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Maslow's Hierarchy For Project Management

written by: Finn Orfano • edited by: Michele McDonough • updated: 4/12/2013

Maslow's Hierarchy is the hierarchy of human behavior that is often used for achieving management objectives based on psychological and physiological needs. How does this relate to project management? Read on to find out.

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    Maslow's Hierarchy of Human Needs

    For any project to be successful, all its needs have to be met. If they are met simultaneously, the project has a very high chance of going to the final stage of completion and achieving the business objectives that were set up at its initialization. Abraham Maslow developed a model of physiological needs and a certain hierarchy that governs all human behavior and motivation. This same hierarchy can be used in the context of projects and their management.

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    Maslow’s Hierarchy and its Relevance to Project Management

    Maslow’s Hierarchy for Projects Maslow's Hierarchy for Project Management 

    Self Actualization – Delivery and completion

    Esteem – Esteem

    Belonging and LoveBusiness Purpose

    Safety – Stability

    Psychological – Resources

    Project management involves people and their needs. A project management process that meets all of the needs of related parties is far more likely to succeed. Unmet needs can affect the progress of a project, and tackling these needs in the correct hierarchy will greatly help the chances of meeting the desired targets. So how does one apply the thinking behind this hierarchy to help a project? The correct way is to tackle the needs from the bottom upwards and attend to each need.

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    All projects need to be allotted certain resources to work toward the project completion. Resources can be in the form of materials, money or manpower. Every one of these needs have to be met to the optimal level for the members of any project team to feel that they have the right motivation to take the project further. If even one of these needs is in short supply, it is quite likely that the project team will concentrate on trying to resolve that particular problem instead of the real job at hand.

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    Once a project organization is formed, with its needs and resources allocated, the project team needs to be sure that none of these resources, whether in terms of equipment, manpower, or any other need, will remain with it. This then allows the project team to concentrate on the tasks ahead for the project completion. If any of the resources are threatened, the attention of the team will be concentrated on making up this resource.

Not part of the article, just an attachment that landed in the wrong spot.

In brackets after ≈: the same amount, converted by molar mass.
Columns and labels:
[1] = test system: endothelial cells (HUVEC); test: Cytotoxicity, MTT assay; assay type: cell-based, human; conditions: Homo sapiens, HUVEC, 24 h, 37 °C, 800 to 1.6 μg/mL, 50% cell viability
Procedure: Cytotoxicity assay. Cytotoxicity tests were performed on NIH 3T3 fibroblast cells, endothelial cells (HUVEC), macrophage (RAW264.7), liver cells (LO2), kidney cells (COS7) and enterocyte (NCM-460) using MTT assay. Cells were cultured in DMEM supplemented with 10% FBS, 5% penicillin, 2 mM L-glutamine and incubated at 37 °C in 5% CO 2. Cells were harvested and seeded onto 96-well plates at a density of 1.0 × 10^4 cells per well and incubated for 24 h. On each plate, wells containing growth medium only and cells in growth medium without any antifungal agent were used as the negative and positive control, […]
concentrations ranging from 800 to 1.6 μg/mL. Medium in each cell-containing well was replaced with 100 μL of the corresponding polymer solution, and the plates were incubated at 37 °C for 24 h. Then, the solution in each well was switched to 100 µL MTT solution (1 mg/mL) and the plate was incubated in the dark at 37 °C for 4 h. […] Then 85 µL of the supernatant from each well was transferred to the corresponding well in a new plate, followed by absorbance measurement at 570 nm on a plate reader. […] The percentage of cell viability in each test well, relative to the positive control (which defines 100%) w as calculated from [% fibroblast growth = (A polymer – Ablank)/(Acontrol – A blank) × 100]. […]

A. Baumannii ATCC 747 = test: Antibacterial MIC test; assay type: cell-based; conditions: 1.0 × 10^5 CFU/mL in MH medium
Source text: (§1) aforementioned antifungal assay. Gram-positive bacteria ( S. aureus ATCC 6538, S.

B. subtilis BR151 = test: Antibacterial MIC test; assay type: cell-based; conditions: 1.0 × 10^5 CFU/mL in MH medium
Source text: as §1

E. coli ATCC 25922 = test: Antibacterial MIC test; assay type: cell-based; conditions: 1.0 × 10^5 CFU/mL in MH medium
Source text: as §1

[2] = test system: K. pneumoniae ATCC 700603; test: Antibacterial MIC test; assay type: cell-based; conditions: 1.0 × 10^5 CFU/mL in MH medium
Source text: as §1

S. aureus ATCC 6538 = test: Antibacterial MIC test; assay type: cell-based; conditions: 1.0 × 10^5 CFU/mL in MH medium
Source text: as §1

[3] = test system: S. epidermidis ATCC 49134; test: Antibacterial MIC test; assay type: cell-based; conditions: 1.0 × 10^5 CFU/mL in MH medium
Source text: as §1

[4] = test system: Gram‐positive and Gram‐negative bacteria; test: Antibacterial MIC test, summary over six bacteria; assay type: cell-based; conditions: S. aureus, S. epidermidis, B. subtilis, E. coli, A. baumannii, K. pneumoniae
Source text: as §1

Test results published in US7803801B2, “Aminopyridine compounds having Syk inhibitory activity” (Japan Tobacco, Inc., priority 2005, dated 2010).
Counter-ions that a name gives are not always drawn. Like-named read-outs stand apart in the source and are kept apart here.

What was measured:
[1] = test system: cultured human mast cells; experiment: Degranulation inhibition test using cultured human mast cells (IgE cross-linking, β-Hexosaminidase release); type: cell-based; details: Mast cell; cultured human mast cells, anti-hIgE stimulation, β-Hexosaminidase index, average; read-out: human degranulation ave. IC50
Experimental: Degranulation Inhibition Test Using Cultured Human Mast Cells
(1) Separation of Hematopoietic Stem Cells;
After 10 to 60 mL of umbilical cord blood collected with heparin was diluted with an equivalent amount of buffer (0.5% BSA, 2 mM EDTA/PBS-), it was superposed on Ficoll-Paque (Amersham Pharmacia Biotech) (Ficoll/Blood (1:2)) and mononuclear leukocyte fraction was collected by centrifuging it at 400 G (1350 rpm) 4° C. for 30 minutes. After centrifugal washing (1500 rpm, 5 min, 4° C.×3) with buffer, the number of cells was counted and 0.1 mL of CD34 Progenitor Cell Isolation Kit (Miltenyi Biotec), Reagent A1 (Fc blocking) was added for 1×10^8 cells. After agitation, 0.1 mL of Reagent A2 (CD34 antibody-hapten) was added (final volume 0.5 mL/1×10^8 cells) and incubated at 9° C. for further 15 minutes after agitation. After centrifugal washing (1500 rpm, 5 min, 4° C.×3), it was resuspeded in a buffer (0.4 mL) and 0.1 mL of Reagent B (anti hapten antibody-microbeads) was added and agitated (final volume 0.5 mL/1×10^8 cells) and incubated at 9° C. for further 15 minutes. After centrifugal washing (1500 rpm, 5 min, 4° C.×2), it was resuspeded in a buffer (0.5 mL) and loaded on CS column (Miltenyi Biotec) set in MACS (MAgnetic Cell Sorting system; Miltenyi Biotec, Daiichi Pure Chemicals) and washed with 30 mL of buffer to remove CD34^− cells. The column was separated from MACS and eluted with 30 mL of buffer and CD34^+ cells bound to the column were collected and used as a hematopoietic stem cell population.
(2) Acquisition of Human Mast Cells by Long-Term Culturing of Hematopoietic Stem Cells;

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    Business Purpose

    Any project has to further the objectives of the business and must have a definite business purpose that is apparent to all the members of the team. If at any stage the team feels that it is working toward a goal that is at cross purposes with the main objectives of the business, they will feel alienated from the rest of the enterprise; this can affect morale and make team members feel like outsiders. People within the organization may feel this also and therefore not extend cooperation to the project team. This, in turn, could affect performance.

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    In any project, a constant appraisal of the performance of the team members is a must. These appraisals must be communicated with the team and appreciation given to the people who are working toward success, even if this is only in the form of commendations. This leads to the project team remaining constantly motivated to produce better results. This is one of the key components of Maslow's theory--that people will rise to the level of achievement expected of them as the other needs on the pyramid are met. .

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    Delivery and Completion

    Once all the needs of the project are met and resources, stability, business purpose and esteem are all in place, the project team can then work toward the delivery and completion of the project – the real, ultimate goal.

    Image Credit: Wikimedia Commons

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